Saving for a house deposit is something that many young people aspire to—but before you buckle down and start pinching your pennies, you’ll want a firm grasp of exactly where you stand.
How much do you really need to save? What’s the average house deposit? As well as your deposit, what other upfront costs do you need to account for? How can you get around the common hurdles facing first home buyers in a competitive real estate market?
Property developments offer an ideal entry point into real estate for young people. They’re affordable, they offer the conveniences of city living and low maintenance, and there are even financial incentives thanks to government offers and deals with property developers. Apartment developments can be a no brainer for your first home.
Here we’ll look at exactly what you need to know before you start saving—with a focus on property developments. Or if you’ve already got some savings stacking up in the bank, how to put yourself in the best possible financial position to pounce when your property developers announce their next big project.
Defining the Deposit Amount
Let’s start with the basics: the deposit amount. When you start talking to family members and even real estate professionals, you’ll often hear a 20% figure being thrown around.
It’s important to consider a few things at this point. Firstly, years ago (probably when your parents were buying), 20% (one-fifth) of the purchase price was considered a standard amount needed for your deposit.
These days, this figure rule doesn’t apply as often. More often than not, you can apply for a loan with only a 10% deposit, or in some cases—particularly when it comes to newer apartment developments—less than that.
For property developments that are pre-build or mid-build, many property developers can help you secure 5% house deposit offers.
But, there is still something special about the threshold of 20%, and that’s where lender’s mortgage insurance comes into play.
Less Than 20%? You’ll Pay Lender’s Mortgage Insurance
If you have a deposit amount of under 20%, then that’s okay. But, in most cases, you will need to pay an additional fee, called lender’s mortgage insurance. This is the lender’s way of covering themselves as you’re considered a slightly riskier loan.
Many people get caught up in the idea of having to scrape together 20% in order to avoid paying lender’s mortgage insurance. It’s a fair assumption—who wants to pay extra money when they don’t need to? It’s worth remembering this fee is a fairly small amount in the larger scheme of things.
If you’d prefer to pay less, remember the more you borrow, the more lender’s mortgage insurance you will have to pay.
Let’s say that you’re looking at apartment developments with prices at $500,000. Once you’ve taken out additional fees like stamp duty, transfer fees and government fees, you might be left with $50,000 for your deposit—a clean 10%.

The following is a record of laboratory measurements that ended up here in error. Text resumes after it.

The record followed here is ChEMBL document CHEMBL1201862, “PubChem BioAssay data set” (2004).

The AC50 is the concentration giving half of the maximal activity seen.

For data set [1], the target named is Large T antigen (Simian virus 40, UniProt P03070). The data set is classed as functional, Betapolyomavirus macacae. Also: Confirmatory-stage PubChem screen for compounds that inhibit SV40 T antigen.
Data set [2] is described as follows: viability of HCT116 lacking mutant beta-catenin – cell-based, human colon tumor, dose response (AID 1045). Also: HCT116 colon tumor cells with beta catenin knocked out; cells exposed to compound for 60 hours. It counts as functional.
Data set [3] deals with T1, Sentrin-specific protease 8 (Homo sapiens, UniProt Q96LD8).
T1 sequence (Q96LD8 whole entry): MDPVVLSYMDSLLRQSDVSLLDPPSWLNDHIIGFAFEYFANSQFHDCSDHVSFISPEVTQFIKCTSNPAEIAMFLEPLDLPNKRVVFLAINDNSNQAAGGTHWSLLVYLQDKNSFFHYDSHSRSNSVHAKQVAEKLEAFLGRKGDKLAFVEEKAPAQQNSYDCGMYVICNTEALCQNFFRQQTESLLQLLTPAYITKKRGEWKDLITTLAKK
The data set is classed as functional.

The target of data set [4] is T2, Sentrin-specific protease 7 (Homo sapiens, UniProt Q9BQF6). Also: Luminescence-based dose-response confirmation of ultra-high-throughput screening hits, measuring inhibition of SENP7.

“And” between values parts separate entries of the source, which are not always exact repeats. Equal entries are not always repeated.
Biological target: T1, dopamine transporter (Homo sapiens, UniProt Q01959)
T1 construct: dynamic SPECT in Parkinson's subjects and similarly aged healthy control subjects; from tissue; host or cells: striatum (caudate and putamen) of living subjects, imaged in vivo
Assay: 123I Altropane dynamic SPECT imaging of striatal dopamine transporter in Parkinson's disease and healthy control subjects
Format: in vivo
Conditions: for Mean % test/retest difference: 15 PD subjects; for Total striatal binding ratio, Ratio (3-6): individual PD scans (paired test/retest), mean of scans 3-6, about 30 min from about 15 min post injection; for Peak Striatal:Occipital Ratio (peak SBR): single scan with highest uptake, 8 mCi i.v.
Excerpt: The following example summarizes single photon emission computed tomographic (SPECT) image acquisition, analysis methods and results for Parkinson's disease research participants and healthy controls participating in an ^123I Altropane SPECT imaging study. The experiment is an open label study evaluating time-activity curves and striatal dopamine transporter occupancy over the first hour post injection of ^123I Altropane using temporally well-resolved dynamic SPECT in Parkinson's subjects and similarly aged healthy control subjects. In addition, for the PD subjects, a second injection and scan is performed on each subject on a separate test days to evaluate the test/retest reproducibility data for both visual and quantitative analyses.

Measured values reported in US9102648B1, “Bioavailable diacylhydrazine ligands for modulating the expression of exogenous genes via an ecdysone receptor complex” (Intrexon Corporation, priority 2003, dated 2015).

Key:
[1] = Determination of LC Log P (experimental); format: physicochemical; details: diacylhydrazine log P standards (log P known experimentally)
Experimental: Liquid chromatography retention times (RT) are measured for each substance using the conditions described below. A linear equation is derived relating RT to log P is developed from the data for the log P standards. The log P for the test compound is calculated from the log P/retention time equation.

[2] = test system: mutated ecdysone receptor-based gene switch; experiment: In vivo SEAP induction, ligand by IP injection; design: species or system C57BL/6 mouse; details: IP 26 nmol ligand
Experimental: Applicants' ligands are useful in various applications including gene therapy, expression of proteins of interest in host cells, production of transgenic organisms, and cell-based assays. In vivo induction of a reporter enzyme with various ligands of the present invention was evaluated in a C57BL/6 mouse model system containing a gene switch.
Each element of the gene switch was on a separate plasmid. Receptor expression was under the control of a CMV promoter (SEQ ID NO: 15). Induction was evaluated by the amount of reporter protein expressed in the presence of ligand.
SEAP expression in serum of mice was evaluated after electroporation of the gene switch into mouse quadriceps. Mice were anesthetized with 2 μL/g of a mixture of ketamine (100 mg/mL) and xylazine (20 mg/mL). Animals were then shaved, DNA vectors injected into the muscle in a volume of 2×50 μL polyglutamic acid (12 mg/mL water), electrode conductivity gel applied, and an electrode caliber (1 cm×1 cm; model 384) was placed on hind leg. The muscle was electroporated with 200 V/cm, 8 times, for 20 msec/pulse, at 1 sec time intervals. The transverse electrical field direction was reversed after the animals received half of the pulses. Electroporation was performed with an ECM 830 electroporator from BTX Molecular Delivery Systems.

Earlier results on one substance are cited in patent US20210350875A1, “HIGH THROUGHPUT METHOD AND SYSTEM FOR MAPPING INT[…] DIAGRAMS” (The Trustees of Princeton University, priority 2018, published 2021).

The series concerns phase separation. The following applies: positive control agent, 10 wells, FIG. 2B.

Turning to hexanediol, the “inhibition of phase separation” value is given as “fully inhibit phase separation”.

As it’s lower than 20%, you will have to pay lender’s mortgage insurance. Depending on the rate of your loan and your loan terms it will vary, and could cost you around $8,000 in this example.
To understand what your personal mortgage insurance premium might be, start by using a calculator.
From here, you’ll need to do some number crunching and work out if you would be better off buying now and paying the fee, or waiting another year before you buy.
The latter will give you time to save a higher deposit, but you’ll also still be paying rent, and the value of the property might have increased significantly during this time.
Depending on the cost of the apartment you’re interested in, aspiring to a square 20% figure could take several years of hard work – and you may miss out on the apartment development you want to live in.
Shopping Around For Your Mortgage
Now that we’ve established your deposit amount can vary based on your situation and your willingness to make sacrifices, you’ll need to investigate the different types of mortgages available to you.
Shopping around is worthwhile—just half a percent difference can equate to thousands of dollars in savings over 30 years.
One of your parents may be able to act as a guarantor.
This involves them placing their own assets, such as their house, as security to guarantee that the repayments will be made if you cannot meet them. In the eyes of the lender, you’re now a much smaller risk, so you won’t have to pay lender’s mortgage insurance.
However, there are risks involved with this approach, so it’s important to have a conversation with your family—as well as their agreement—that this is a course of action they are happy with.
You’ll also need to consider your loan options for apartment developments.
This includes variable rates, when interest can fluctuate, or fixed rates, when interest is set for a period of time.
You can also choose from a principal and interest arrangement, or interest only for a fixed period. For interest-only loans, it is important to consider the rise in repayments after the interest-only period ends, and whether you will be able to comfortably make that repayment.
It’s also worth reiterating there are fees beyond just your deposit amount.
In certain states—like South Australia—your stamp duty can be surprisingly high if you’re unprepared. However, there are plenty of government incentives for purchasing property, particularly around new property developments and apartment developments.
Consider the options available to you so that you can take advantage of these offers from property developers when you have an appropriate budget saved.
For further information on your specific situation, speak to a broker or your bank about your options and your immediate steps to get you into your first home sooner.